The Rio Grande Jeweler's Guide to Working with Gold Part Two: Soldering, Annealing and Casting

Expand your knowledge of gold terminology and get an overview of soldering, annealing and casting gold.

Authored by John Sartin

Last edited: 9/16/2019
A jeweler using a torch and a third arm to solder a gold ring

This is the second of a three-part series and it continues with important terminology for working with gold and dives into working with this metal, including soldering, annealing and casting gold.


Heat is a catalyst to the oxidation process. High heat (such as the temperatures used in soldering or annealing) causes what we know as firescale, which is a layer of oxides that forms on the surface of the metal. Most gold alloys do not oxidize as much as sterling silver when soldered or annealed properly. This makes soldering gold alloys a bit easier. The oxides that do form on the surface will generally come off in the pickle bath, and a light buffing will bring up the shine on the surface.

Since pure gold, like pure silver, does not contain copper, it will not form firescale when heated. This is also true for 22K gold because it has very low copper content.

Protect gold alloys from oxidation with a barrier flux (such as a mixture of boric acid and methyl alcohol, Stop-Ox II, Cupronil® or Firescoff) any time you heat the metal. You will also need to use a flow flux (such as Handy® Flux or My-T-Flux) at the joint when you set your solder in place.

As with all soldering operations, you need to use the right torch for the job at hand. A fuel/oxygen torch is highly recommended when working with gold. It produces a hotter flame than a fuel/air torch, and you can adjust the fuel/oxygen mixture to produce a reducing flame. Flux and a reducing flame help combat firescale. Using a torch that is not hot enough can cause the flux to break down, and oxides will begin to form not only on the surface but also in the interior of the metal. This firescale will need to be sanded, filed or ground off, which can be costly in time and in material loss.


Gold solders, like silver solders, are formulated to melt at different temperatures. As when soldering silver, you should use a step-down soldering procedure when there are multiple solder joints on the same piece, especially when the joints are close to each other. Use hard solder on the first joints, followed by medium solder and easy solder (which have progressively lower melt temperatures) on subsequent joints. This will prevent the previous joints from re-melting.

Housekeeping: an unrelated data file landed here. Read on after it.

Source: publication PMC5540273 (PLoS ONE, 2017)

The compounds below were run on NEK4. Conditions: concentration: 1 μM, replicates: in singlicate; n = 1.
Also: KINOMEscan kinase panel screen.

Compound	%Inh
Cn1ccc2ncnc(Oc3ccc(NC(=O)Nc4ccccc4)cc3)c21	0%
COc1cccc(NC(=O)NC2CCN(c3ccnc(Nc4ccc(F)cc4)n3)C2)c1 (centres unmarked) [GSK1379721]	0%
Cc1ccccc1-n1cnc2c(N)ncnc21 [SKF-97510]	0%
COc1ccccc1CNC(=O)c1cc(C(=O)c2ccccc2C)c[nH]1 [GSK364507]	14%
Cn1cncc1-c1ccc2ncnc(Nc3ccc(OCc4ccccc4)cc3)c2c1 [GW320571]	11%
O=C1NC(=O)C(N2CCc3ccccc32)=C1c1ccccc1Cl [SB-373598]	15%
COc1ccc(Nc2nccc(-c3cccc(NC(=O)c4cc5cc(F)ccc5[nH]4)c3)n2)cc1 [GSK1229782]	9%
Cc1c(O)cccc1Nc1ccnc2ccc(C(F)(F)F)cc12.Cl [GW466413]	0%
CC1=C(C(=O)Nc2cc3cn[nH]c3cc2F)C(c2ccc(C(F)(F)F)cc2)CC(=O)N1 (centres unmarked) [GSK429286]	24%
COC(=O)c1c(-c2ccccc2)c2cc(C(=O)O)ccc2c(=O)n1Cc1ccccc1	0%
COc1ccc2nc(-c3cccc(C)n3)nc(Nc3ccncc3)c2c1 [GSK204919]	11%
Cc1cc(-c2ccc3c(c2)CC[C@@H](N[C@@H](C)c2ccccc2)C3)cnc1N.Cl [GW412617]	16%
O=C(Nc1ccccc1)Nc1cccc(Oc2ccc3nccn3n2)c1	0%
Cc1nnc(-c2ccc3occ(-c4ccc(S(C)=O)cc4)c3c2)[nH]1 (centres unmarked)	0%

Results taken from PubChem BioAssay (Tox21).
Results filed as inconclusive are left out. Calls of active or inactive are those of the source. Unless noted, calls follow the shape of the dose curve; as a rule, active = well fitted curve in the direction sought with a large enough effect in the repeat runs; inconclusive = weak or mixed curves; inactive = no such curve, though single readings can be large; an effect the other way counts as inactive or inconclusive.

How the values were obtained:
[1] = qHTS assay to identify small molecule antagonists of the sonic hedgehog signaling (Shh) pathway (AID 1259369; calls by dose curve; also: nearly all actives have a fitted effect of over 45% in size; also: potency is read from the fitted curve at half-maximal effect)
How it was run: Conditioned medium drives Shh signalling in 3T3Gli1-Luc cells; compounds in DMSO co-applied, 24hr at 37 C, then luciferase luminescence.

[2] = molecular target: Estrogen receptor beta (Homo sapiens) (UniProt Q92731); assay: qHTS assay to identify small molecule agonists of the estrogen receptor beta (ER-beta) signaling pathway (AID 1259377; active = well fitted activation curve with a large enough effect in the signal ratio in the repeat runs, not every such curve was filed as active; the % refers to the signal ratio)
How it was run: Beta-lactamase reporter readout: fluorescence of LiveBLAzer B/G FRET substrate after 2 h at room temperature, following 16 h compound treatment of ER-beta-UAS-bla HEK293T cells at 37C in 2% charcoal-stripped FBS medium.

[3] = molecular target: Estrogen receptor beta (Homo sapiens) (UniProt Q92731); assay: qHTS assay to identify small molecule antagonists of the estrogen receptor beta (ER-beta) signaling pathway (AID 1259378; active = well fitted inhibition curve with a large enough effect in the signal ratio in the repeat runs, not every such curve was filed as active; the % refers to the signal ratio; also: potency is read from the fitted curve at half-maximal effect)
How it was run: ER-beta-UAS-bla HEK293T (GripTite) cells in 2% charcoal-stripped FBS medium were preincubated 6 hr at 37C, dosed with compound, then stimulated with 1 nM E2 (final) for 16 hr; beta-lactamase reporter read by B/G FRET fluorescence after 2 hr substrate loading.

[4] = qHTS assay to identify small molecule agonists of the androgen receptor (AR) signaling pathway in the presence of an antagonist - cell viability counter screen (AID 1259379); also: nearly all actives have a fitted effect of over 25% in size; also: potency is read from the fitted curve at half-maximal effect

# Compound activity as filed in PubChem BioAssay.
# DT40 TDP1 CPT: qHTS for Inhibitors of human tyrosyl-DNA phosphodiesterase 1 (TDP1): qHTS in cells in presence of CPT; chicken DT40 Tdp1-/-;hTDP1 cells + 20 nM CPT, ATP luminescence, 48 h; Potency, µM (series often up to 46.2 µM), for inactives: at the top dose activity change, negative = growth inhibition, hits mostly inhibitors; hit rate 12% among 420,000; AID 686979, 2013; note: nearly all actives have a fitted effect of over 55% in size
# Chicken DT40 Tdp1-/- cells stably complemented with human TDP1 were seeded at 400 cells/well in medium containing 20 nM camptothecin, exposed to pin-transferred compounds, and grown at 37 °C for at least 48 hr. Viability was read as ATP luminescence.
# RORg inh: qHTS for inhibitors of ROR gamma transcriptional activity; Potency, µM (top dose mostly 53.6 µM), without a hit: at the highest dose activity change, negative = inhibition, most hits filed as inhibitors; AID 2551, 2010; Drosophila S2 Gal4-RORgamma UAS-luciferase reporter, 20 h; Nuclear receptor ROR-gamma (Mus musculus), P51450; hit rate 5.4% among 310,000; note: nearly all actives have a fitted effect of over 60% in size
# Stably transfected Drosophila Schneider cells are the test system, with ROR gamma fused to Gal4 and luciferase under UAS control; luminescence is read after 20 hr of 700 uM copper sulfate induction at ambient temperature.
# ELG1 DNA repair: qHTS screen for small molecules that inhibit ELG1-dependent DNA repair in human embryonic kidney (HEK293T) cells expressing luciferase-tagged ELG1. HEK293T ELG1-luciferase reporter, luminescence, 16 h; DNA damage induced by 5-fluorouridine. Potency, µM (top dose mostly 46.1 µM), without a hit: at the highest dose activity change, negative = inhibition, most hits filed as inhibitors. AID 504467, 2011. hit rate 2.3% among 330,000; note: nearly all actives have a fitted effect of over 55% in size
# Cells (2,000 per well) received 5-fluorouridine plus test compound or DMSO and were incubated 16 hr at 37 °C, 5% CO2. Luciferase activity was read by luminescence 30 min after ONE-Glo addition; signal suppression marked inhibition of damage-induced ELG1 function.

There are two types of gold solders on the market. "Plumb solder" has a gold content equivalent to its karat value. For example, 14K plumb easy solder will have at least 58.3% pure gold in its formulation. Plumb gold solders provide the best color match and retain the overall karat value of the piece of jewelry. "Repair solders" are usually not at karat value. The only time to use a repair solder is when doing repair work such as prong repair or sizing. Do not use repair solder for fabrication because it will decrease the karat value of the piece below the legal standard.


Annealing gold alloys follows the same basic process as annealing sterling silver.

Torch Annealing

Flux becomes completely molten and flows around 1100°F (593°C); this temperature is just short of the annealing temperature for most gold alloys and can be used as a visual indicator. Annealing by torch is best to do in dim light so you can see the heat color of the metal.

Yellow and Red Gold Alloys:

Annealing temperature is 1100°F (593°C); heat to a dark red.

White Gold Alloys:

Annealing temperature for white gold alloys is much higher than that of yellow gold and red (pink/rose) gold alloys—around 1400°F (760°C). Heat to a cherry red and hold for several minutes.


Karat alloys and formulations within the same karat value can have significantly different melting temperatures, casting temperatures, and flask temperatures. Suppliers will provide specification sheets outlining these for each alloy.

Many alloys are formulated for specific uses. These include working alloys, open-system alloys, closed-system alloys, and universal alloys. Working alloys are used to cast ingots that will be made into sheet or wire for fabrication. Closed-system alloys are for use in a casting machine that has a closed melting chamber with a cover gas such as nitrogen, which greatly reduces oxide formation. Open-system alloys are designed to be used when the metal is melted with a torch in an open crucible.

Gold alloys will have slightly different casting properties and require different metal temperatures and flask temperatures. A design might cast beautifully in a 14K yellow alloy, but the details may not fill completely when that same design is cast in a white gold alloy because white gold has a different viscosity. Experimentation and meticulous record keeping is a must to be successful when casting multiple gold alloys.

More Guides to Working with Gold

Get tips on stone setting and finishing your gold jewelry in the third and final part of the Rio Grande Jeweler's Guide to Working with Gold. For a review on gold terms and how it compares to silver, read Part One: Characteristics.